9 Books About Cuba To Celebrate Normalization of American-Cuban Relations
From the illustrious Ernest Hemingway to the irresistible Mylene Fernández-Pintado, authors the world over have long been fascinated by the mysterious, mercurial, and utterly illusive island of Cuba. Poignant prose about the wonders and woes of Cuba's forbidden shores has sparked in readers a fiery passion for the island paradise, myself very much included.
On more than one night in snowy, suburban Connecticut, I have strongly considered secretly setting off for azure seas and unknown adventures among these people and places. And although the icy cold and a lack of sailing skills prevented me from making my way down to Cuba rather than a fear of the famed embargo, the fact remains that until now, Cuba has been built more on myth than reality for most.
As of December 17, however, all has changed — President Obama and Cuban leader Raul Castro have announced a path toward normalization of Cuban-American relations, and the island nation will soon be open to Americans in ways we have not seen in 54 years. So, on this occasion, I've collected nine titles that will give you new reasons to celebrate the opening of the island that gave life to some of the 20th century's greatest literary masterworks.
The Old Man and the Sea by Ernest Hemingway
Ernest Hemingway is undeniably the father of my own personal obsession with the island of Cuba, and countless others can say the same. Hemingway's stark, honest, devoted portrayal of lives lived and lost on Cuba's stormy shores are so sincere they practically struggle for breath in the humid, briny sea air. I defy you to read The Old Man and the Sea without imagining your toes in the sand, rum in your hand, and the ocean lapping at your feet.
A Corner of the World by Mylene Fernández Pintado
As one of the first female-authored novels to make its way out of Cuba, Mylene Fernández-Pintado's daring, deeply felt tale of a reticent Spanish literature professor presented with opportunities for love, life, and a far-flung future perfectly captures the Faustian bargain faced by so many contemporary Cubans. Weaving together threads of love, loyalty, home, and hope, Fernández-Pintado crafts a story of uncommon intensity and irresistible passion, a modern masterpiece that breathes new life into the literature of and about the illusive island.
King of Cuba by Christina García
If you like your novels big, bad, and bursting with political import, run, don't walk, to your local bookstore and pick up a copy of Christina García's King of Cuba. A hilarious, imaginative account of an aging Fidel Castro living out his days under the unknown threat of an obsessive exiled octogenarian hellbent on executing the reclusive dictator. Needless to say, hijinks most certainly ensue, and thanks to García's exquisite prose, the plot that unfolds is as intellectually captivating as it is vibrantly entertaining.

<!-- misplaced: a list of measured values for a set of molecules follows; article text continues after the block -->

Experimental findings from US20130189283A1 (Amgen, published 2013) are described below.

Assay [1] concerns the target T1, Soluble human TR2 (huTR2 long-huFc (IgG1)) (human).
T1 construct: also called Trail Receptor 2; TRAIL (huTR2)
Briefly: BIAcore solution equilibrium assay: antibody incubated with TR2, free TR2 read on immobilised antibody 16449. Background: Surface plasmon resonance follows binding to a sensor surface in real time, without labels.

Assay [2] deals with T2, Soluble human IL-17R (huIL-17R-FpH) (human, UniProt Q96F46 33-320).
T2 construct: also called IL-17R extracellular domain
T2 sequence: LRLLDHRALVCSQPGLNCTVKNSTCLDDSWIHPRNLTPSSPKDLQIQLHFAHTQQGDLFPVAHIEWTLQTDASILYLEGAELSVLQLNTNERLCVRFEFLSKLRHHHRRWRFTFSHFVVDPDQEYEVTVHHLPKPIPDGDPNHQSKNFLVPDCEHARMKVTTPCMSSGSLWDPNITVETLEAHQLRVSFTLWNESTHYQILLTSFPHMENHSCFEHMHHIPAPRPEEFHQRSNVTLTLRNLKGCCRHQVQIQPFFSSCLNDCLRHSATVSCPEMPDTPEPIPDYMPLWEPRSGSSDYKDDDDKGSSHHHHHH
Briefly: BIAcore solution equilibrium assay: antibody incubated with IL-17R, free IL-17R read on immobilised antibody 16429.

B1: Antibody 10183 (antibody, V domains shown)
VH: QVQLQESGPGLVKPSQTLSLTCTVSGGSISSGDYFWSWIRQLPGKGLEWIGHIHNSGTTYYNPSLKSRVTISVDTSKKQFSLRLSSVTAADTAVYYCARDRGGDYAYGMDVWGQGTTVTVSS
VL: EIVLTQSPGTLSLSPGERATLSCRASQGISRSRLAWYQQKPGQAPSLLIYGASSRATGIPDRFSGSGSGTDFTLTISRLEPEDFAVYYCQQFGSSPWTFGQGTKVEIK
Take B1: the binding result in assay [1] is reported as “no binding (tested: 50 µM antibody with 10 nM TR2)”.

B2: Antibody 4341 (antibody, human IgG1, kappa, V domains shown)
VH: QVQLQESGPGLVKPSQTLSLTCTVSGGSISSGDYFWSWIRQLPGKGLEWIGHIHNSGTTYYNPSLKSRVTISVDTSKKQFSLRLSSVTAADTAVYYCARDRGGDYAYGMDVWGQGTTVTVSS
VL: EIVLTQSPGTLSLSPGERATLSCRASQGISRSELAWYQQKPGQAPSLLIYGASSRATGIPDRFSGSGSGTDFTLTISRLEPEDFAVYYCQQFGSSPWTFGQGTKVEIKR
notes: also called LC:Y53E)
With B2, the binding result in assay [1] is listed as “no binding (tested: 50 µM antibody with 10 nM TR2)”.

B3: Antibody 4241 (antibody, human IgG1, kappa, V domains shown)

Our Man in Havana by Graham Greene
If I could have just one affair with a literary luminary, it would most certainly be Graham Greene — his sultry, mysterious thrillers are rife with honest, captivating characters and a unique style that is enough to knock even the tightest-fitting socks right off. With Our Man in Havana, Greene subtly negotiates the line between popular spy fiction and contemporary classic through the implausible and irresistible story of a vacuum-cleaner salesmen turned secret agent reluctantly filing falsified briefs based on Charles Lamb’s Tales from Shakespeare. If it sounds too good to be true, you'll just have to trust me.
Mea Cuba by Guillermo Cabrera Infante
A Cuban reading list would be nowhere without notes from the revolution, and Guillermo Cabrera Infante's explosive and engaging autobiography provides the perfect way to explore the political intrigue, popular suffering, and long-lasting implications of the improbable uprising. For the factually inclined reader or anyone seeking greater insight into the history and culture of the island, Infante's breathtaking book is an absolute must-read.
Telex from Cuba by Rachel Kushner
Rachel Kushner's engrossing, energetic, and authentic debut novel set among the American conclaves dotting the Cuban countryside in the days leading up to the 1958 revolution simmers with illicit desire and frustrated fervor. Bringing together the stories of foreign teens coming of age among 300,000 acres of United Fruit Company sugarcane, French political agitators, cabaret dancers, and the Castro brothers themselves, Kushner's deft storytelling captures the scope of upheaval with a breathless joy and compassionate breadth.
Farewell to the Sea by Reinaldo Arenas
Reinaldo Arena's small, sweet story of a couple sojourning to a seaside resort to recapture forgotten passions expands to encapsulate the frustrated desires of all Cubans over the course of this expressive, exhilarating novel. Combining revolutionary fervor, romantic disenchantment, and the perilous quest for freedom, Arenas' prose manages to perfectly present a tale both epic and intimate over the course of this unique and unforgettable novel.
Cuba Confidential by Ann Louise Bardach
With Cuba Confidential, award-winning investigative journalist Ann Louise Bardach brings rigorous reporting and ruthless honesty to the story of a country long-shrouded in secrecy. If you're looking for an honest accounting of the country, the people, the politics and the possibilities, you can't do better than Bardach's Cuba Confidential.
An Island Called Home by Ruth Behar
From Cuban-American anthropologist and author Ruth Behar comes the remarkable true story of the Jewish communities that remained in Cuba throughout the revolution. As a Jewish emigrant who escaped Cuba during the widespread diaspora preceding the political upheaval of the 1950s, Behar's journey back to Cuba is a deeply personal story that sheds new light on a long-forgotten Cuban community.
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